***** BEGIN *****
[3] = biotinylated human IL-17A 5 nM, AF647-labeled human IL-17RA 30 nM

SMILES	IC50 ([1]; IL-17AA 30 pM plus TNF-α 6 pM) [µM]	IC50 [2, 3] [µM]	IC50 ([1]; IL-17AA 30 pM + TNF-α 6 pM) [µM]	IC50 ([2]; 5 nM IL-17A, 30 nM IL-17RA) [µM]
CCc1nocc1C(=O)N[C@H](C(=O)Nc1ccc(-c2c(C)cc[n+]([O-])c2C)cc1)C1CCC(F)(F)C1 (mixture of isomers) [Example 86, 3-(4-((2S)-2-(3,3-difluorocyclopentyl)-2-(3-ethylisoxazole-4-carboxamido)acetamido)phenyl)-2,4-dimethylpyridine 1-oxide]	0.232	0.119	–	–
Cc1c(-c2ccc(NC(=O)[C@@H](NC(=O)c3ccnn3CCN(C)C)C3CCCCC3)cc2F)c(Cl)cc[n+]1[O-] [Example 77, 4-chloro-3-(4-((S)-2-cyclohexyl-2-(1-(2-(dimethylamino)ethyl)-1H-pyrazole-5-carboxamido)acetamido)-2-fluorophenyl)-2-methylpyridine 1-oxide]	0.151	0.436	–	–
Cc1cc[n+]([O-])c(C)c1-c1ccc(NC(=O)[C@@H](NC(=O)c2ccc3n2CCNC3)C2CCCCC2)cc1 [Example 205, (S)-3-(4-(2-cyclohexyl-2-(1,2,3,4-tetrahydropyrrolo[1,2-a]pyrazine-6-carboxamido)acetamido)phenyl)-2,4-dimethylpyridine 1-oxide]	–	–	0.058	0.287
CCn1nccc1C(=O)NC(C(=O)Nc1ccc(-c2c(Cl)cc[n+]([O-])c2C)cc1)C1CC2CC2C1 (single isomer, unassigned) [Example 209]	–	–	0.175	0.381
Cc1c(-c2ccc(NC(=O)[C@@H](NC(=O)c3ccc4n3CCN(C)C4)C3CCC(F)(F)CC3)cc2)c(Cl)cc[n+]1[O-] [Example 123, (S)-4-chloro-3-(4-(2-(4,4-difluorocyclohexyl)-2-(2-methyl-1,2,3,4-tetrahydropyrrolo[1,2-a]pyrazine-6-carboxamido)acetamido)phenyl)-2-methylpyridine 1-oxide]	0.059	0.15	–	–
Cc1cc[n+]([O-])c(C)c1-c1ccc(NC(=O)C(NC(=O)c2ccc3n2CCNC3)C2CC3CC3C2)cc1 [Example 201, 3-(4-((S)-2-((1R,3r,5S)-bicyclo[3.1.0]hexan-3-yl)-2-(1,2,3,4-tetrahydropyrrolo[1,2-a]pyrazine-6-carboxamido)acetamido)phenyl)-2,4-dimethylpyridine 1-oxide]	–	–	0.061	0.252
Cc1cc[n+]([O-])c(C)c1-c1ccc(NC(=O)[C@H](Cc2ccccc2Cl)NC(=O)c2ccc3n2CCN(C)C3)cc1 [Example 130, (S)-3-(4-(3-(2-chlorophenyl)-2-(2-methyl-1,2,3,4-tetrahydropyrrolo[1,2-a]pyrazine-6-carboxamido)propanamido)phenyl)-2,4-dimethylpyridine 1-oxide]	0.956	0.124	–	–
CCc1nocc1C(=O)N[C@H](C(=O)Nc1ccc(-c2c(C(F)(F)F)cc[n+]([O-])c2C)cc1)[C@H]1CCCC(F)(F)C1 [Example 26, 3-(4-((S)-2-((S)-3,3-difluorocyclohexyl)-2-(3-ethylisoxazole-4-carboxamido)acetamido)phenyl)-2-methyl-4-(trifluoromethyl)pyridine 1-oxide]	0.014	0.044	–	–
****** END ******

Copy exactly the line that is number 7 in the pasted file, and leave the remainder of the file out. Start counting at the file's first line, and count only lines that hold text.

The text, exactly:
Cc1c(-c2ccc(NC(=O)[C@@H](NC(=O)c3ccc4n3CCN(C)C4)C3CCC(F)(F)CC3)cc2)c(Cl)cc[n+]1[O-] [Example 123, (S)-4-chloro-3-(4-(2-(4,4-difluorocyclohexyl)-2-(2-methyl-1,2,3,4-tetrahydropyrrolo[1,2-a]pyrazine-6-carboxamido)acetamido)phenyl)-2-methylpyridine 1-oxide]	0.059	0.15	–	–